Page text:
José Avillez

Credits Brambilla-Serrani

Credits Brambilla-Serrani

Belcanto

largo de São Carlos, 10
1200410 - Lisbona
+351 213 420607
belcanto@belcanto.pt

José Avillez, born in 1980 in Cascais, is redesigning Portuguese cuisine. Today is at the helm of a group that now includes 20 restaurants and 600 employees. It all happened very fast, starting in 2011, when the then enfant prodige from Cascais left Tavares – the historic restaurant (established in 1784) which two years earlier he had led to a Michelin star – and started his solo venture.

In January 2012 he opened Belcanto in Chiado, a scenic labyrinth of alleys around Baixa and Bairro Alto, famous because it is where Fernando Pessoawas born. Now the neighbourhood is more and more linked to the name of Avillezbecause to the flagship restaurant (one star arrived almost immediately, the second arrived in 2014), the young man added many more places in those small alleys: a few weeks before Belcanto  he opened Cantinho do Avillez, a magnificent informal place offering Portuguese cuisine (ah, that partridge pie!) created in an old internet café. Over the years it tripled, with branches in Parque das Naçoes, also in Lisbon, and Oporto.

In 2013 he opened Café Lisboa, an elegant after-theatre restaurant with a gazebo, in a wing of the Teatro Nacional de Sao Carlo, and Pizzaria Lisboa a restaurant offering simple Italian cuisine, with a Marano oven where they make a decent, thin pizza «My father, who passed away when I was very young, always made pizza to make me happy». In 2014 he opened Minibar, next to Belcanto: petiscos (Portuguese tapas), great cocktails and loud music, a format that 4 years later he extended to Oporto.

In 2015 he is only seemingly calm, as in 2016 he opens the most spectacular of his restaurants, called Bairro do Avillez. A small door on Rua Nova da Trindade leads to a three-fold world over 1000 square metres wide, with one hundred cooks and waiters walking up and down: as soon as you go inside, there’s Taberna, which offers simple product-based cuisine, and very high-quality cheese and charcuterie that you can take away. In the next room, there’s Patéo, a patio where they serve marvellous seafood (taste the Carabineros prawns and you’ll be satisfied for a lifetime) and then, after an unremarkable little door, there’s Beco, the most original of all. It’s a gourmet cabaret in a Twenties’ style, under vaulted arches, with a large mural artwork by the counter dedicated to Dita von Teese. Singers and comedians perform on the stage while they serve a surprise tasting menu, similar to the one at Belcanto.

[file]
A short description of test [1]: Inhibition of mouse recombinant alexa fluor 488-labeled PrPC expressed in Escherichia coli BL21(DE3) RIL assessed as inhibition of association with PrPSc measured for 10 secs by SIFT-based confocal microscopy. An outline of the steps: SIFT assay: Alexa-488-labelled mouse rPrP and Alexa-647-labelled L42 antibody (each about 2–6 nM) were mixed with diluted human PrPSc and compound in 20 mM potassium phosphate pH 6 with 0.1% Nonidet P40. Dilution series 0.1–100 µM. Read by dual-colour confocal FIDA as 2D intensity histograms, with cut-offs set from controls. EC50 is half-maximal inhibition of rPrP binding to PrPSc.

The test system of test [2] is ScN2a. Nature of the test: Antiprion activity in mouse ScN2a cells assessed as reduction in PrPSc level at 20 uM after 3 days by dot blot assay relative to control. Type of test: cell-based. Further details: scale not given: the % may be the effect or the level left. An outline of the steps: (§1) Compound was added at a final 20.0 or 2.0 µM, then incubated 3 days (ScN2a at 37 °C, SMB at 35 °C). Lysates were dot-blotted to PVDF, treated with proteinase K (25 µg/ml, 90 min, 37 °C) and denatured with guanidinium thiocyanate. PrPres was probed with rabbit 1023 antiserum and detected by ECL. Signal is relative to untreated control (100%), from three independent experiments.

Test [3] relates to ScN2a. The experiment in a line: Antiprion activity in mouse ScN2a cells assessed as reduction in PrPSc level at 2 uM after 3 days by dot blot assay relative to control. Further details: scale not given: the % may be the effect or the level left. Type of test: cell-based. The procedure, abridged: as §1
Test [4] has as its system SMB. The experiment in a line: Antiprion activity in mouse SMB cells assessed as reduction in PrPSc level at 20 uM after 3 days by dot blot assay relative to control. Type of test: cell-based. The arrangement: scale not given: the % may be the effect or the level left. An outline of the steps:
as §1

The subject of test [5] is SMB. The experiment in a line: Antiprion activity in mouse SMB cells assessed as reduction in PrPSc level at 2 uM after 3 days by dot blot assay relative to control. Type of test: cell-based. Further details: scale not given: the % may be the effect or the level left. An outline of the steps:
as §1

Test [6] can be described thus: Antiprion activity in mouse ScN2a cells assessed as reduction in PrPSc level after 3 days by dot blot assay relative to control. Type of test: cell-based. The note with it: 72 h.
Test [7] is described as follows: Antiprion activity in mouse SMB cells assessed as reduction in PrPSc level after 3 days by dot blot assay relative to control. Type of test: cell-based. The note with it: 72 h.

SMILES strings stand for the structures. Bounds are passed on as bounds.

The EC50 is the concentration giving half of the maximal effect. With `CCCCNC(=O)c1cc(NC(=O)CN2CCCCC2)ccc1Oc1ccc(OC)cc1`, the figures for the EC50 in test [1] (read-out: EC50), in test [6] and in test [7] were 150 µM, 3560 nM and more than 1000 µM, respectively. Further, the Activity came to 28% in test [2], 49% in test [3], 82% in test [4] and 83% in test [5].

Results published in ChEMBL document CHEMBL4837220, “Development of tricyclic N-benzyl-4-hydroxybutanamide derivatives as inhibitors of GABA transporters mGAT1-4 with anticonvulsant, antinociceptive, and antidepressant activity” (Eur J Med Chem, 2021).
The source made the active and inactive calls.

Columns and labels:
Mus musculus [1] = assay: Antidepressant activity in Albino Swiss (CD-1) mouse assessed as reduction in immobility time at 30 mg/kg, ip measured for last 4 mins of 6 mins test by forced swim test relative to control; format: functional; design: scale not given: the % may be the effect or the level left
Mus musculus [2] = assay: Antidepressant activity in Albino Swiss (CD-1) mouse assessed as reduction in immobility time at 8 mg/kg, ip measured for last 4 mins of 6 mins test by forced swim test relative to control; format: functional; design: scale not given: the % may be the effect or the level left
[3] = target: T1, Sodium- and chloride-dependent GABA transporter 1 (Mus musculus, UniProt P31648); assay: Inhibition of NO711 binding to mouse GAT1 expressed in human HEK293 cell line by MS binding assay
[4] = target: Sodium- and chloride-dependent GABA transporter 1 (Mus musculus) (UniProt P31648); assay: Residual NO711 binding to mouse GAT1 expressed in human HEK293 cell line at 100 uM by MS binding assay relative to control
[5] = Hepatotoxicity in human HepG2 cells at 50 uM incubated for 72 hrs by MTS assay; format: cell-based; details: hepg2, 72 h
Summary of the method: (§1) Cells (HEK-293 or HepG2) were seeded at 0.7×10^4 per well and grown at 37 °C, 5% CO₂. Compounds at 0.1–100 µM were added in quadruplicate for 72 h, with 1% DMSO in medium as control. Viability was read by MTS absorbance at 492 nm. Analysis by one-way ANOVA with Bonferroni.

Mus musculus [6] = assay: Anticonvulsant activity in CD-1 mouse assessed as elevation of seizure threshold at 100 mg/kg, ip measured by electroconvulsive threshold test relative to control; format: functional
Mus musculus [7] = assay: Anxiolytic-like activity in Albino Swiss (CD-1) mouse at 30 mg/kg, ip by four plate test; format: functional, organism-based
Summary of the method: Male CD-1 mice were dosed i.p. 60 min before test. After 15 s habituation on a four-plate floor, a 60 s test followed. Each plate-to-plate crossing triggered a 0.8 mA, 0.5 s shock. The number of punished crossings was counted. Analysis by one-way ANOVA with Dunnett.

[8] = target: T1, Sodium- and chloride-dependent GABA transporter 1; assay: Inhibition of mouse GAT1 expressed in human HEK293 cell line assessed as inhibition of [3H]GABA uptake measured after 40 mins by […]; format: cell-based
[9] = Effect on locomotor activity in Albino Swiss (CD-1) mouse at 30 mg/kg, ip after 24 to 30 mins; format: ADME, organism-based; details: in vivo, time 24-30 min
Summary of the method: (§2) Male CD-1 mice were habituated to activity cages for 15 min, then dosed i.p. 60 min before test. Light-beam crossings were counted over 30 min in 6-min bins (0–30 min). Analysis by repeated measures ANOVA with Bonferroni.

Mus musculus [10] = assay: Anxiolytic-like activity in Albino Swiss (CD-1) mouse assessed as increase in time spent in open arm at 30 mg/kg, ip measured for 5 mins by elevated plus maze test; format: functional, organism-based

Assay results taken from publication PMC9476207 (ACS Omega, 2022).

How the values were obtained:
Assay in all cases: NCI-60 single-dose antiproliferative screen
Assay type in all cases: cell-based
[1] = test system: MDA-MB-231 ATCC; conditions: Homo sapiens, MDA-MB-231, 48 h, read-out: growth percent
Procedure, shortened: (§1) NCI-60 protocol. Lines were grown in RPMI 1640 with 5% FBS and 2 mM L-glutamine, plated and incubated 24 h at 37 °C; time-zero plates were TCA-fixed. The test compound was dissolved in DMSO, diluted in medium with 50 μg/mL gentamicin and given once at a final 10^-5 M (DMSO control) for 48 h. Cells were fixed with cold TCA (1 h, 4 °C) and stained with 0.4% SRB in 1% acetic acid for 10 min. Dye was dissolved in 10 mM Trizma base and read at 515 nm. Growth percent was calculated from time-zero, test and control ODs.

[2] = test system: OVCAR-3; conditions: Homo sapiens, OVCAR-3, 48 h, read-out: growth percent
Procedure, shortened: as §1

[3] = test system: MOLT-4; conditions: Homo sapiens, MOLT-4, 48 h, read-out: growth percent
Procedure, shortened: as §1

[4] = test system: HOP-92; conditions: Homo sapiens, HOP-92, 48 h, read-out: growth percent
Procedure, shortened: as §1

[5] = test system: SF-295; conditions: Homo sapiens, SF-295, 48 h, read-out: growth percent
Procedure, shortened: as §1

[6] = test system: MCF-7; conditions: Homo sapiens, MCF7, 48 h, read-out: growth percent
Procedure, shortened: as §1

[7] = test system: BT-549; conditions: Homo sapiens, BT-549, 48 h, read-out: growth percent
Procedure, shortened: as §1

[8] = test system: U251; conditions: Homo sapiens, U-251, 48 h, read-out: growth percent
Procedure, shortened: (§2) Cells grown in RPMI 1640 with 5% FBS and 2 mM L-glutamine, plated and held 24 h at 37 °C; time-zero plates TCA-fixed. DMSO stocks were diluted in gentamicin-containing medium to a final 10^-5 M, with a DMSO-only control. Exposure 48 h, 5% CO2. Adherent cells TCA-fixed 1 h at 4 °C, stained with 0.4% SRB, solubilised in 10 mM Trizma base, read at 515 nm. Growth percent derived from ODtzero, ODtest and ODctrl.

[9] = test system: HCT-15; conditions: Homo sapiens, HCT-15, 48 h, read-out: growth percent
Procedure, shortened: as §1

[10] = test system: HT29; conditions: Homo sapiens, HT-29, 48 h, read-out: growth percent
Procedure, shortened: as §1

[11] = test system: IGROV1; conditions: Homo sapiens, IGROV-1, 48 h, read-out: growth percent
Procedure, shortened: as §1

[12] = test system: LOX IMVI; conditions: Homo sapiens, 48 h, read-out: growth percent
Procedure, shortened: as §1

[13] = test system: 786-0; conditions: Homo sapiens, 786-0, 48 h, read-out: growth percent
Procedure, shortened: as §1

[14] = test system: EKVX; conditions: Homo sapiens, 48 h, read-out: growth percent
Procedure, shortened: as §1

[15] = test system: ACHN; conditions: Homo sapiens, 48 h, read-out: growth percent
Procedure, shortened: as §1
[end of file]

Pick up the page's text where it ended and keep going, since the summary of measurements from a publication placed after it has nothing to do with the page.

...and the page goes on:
Avillez is a theorist of diversification: «People have an increasing desire to enjoy different experiences and have fun. They don’t want just food. It would be a mistake to say that fine dining is over; it simply will represent more and more just one of the many options available». Sounds like Ferran Adrià - indeed he was a point of reference in the very early training of this young man – who together with his brother Albertcreated a similar neighbourhood-project in Barcelona (elBarri). For sure, it’s impressive to see such a polished version of Chiado: once a very poor nook, it now offers endless opportunities to have fun, especially foodwise.

But there’s still much more to say about Avillez’s colonies: one year ago he opened Cantina Zé Avillezin Campo das Cebolas: two rooms and a terrace overlooking the garden, where he serves traditional Portuguese cuisine. And he’s soon to open another place with a double soul: the simple counter at Rei da China and the more ambitious Casa dos Prazeres, serving South-East Asian food, in partnership with volcanic Argentinian Estanislao Carenzo. All this next to Pita, two windows dedicated to the famous Greek bread, with Middle Eastern seasonings …

Is it over? Not at all. Early in 2009 he opened his first establishment abroad, restaurant Tasca, inside the Mandarin Oriental hotel in Dubai, on Jumeira Beach. Having said all this, it’s impressive that it’s José Avillezhimself who takes care of the creativity of each dish: «It’s what keeps me alive», he lightens up, «my reason for being, together with my family, of course». 

Has participated in

Identità Milano


by

Gabriele Zanatta

born in Milan, 1973, freelance journalist, he's been working as a co-author and coordinator of Identità Golose World restaurant guidebook since the first edition (2007), he is a contributor for several magazines and teaches Cuisine global trends into several institutes. twitter @gabrielezanatt